News18»India
2-MIN READ

Coronavirus LIVE Updates: 5 States Contribute 60% of Total Active Cases, India’s Total Recoveries Cross 43 Lakh

A man wearing a mask walks past mannequins in Mumbai. (Reuters)

A man wearing a mask walks past mannequins in Mumbai. (Reuters)

Coronavirus LIVE Updates: India's coronavirus case tally surged to 5.4 million as it added 92,605 new infections in the last 24 hours, data from the health ministry showed today.

Coronavirus LIVE Updates: India's coronavirus case tally surged to 5.4 million as it added 92,605 new infections in the last 24 hours, data from the health ministry showed today. The country has posted the highest single-day caseload in the world since early August, and lags behind only the United States, which has 6.7 million cases in terms of total infections. A total of 1,113 people died of COVID-19 in the last 24 hours, the health ministry said, taking mortalities to 86,752, which is a relatively low 1.6% of all cases.

Here are the latest updates on Covid-19:

• Lok Sabha member and RSP leader NK Premachandran has tested positive for coronavirus, his office said. He has been admitted to AIIMS, New Delhi. The leader of the Revolutionary Socialist Party (RSP) from Kerala has been attending the current Lok Sabha session and was also actively participating in discussions.

• Concerned over the rising number of coronavirus cases, the Rajasthan government late on Saturday decided to impose Section 144 of the CrPC in 11 districts of the state. The state has 33 districts and the provision prohibits an assembly of more than five persons at a place. According to a release, the government also decided to continue the ban on social or religious functions till October 31. However, the permission for 20 people at funerals and 50 in marriage functions will continue. In view of the alarming situation regarding coronavirus, it was decided to impose Section 144 of the CrPC in Jaipur, Jodhpur, Kota, Ajmer, Alwar, Bhilwara, Bikaner, Udaipur, Sikar, Pali and Nagaur, the release said. People will have to wear masks and follow social distancing norms.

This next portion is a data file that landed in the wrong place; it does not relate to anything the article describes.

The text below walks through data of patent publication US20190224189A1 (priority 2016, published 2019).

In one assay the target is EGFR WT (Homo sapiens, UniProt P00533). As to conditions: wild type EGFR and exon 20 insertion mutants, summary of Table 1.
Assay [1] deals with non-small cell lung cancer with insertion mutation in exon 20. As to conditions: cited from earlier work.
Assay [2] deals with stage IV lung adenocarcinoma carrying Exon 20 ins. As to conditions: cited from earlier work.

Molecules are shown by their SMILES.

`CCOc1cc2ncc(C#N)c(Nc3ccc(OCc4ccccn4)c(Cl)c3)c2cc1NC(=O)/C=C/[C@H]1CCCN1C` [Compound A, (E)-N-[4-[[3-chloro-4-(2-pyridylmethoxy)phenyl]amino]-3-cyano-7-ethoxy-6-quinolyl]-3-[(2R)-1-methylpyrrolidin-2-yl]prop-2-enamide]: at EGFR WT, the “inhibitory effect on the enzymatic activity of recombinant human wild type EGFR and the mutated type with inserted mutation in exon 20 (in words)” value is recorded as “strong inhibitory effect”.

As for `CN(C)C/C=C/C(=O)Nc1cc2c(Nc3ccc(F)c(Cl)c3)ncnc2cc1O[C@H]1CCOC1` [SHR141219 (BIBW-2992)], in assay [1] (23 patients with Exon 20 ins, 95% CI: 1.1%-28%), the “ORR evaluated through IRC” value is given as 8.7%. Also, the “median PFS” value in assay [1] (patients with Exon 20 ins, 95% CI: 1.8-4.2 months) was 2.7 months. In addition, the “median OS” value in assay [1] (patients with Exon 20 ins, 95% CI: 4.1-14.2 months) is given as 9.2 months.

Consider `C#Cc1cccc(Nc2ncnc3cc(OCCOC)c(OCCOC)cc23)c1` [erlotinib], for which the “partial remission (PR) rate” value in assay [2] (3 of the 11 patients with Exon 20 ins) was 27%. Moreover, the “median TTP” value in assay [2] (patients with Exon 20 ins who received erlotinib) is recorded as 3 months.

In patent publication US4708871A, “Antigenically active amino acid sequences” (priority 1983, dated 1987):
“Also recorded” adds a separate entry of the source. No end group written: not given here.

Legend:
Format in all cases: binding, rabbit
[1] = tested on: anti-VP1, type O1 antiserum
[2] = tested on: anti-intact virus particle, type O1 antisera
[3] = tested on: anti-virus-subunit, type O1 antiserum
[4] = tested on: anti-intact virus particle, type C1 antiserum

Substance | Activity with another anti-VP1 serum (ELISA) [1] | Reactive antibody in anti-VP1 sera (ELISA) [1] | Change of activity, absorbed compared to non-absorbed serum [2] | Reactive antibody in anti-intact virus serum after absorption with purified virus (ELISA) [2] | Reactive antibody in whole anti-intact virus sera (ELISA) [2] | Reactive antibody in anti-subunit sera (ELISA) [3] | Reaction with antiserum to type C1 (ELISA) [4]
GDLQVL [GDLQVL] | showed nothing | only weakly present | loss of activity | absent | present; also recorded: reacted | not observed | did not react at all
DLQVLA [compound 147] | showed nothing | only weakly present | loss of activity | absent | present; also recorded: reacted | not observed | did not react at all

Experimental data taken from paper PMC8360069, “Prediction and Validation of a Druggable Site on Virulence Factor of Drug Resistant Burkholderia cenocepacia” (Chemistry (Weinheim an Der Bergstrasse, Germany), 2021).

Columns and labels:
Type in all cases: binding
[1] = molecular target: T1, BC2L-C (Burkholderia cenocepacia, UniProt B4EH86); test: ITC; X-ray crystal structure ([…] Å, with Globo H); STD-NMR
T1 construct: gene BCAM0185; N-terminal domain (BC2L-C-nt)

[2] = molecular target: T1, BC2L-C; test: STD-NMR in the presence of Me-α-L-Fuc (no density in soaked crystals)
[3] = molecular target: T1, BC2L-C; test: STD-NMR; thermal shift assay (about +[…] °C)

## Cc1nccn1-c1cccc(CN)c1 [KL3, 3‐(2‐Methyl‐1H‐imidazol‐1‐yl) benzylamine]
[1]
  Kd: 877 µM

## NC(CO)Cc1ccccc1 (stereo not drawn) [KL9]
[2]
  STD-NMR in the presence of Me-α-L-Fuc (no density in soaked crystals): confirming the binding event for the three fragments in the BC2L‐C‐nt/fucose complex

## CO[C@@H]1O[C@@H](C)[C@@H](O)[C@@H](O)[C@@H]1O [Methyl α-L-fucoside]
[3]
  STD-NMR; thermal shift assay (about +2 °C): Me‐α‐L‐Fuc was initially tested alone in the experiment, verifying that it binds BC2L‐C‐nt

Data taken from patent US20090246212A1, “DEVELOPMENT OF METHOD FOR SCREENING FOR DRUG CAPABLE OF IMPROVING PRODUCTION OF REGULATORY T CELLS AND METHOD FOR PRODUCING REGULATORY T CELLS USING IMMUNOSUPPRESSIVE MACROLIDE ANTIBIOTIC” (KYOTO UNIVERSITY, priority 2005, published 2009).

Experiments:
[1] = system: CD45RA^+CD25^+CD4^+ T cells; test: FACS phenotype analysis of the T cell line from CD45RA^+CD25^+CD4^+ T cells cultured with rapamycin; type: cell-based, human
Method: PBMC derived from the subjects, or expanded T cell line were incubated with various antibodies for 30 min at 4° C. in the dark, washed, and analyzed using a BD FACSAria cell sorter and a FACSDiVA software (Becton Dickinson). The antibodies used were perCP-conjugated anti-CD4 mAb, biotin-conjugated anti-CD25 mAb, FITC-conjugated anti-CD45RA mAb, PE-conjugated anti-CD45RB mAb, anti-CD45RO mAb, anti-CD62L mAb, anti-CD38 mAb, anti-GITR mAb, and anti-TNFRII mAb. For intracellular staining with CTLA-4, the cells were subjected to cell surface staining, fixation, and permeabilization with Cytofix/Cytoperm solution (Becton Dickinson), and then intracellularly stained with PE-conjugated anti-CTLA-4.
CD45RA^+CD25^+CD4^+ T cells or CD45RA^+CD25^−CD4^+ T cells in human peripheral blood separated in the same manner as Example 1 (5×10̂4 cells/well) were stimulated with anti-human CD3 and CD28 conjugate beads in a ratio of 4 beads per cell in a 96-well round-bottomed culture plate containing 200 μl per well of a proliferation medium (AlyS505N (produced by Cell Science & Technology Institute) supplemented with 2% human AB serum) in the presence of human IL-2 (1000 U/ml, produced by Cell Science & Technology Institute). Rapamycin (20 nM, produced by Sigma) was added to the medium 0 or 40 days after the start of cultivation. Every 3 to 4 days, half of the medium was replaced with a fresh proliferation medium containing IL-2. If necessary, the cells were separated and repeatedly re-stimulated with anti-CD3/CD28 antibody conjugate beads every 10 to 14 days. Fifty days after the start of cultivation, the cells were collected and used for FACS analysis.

• The World Health Organization has endorsed a protocol for testing African herbal medicines as potential treatments for the coronavirus and other epidemics. Covid-19 has raised the issue of using traditional medicines to battle contemporary diseases, and the endorsement clearly encouraged testing with criteria similar to those used for molecules developed by labs in Asia, Europe or the Americas. It came months after a bid by the president of Madagascar to promote a drink based on artemisia, a plant with proven efficacy in malaria treatment, was met with widespread scorn.

• Demonstrators took the streets of London, Tel Aviv and other cities on Saturday to protest coronavirus restrictions, decrying how the measures have affected daily life even with infection rates rising in many places and the global death toll approaching 1 million. In the U.K., the latest official estimates released Friday showed that new infections and coronavirus hospital admissions have been doubling every seven to eight days. Britain has Europe’s highest death toll since the start of the pandemic, with 41,821 confirmed virus-related deaths.

• The US Centers for Disease Control and Prevention (CDC) on Saturday reported 6,706,374 cases of the new coronavirus, an increase of 49,575 cases from its previous count, and said the number of deaths had risen by 983 to 198,099. The CDC's tally of cases of the respiratory illness known as COVID-19, caused by the new coronavirus, was as of 4 p.m. ET on September 18 versus its previous report a day earlier.

• France reported 13,498 new confirmed COVID-19 cases over the previous 24 hours, setting another record in daily additional infections since the start of the epidemic. The new cases pushed the cumulative total to 442,194 as the seven-day moving average of daily new infections rose to more than 9,700, compared with a low of 272 at the end of May, two weeks after the lockdown was lifted. A faster circulation of the virus and a six-fold increase in testing since the government made it free are the two main reasons for the scale of the increase, epidemiologists have said.


Next Story
Loading...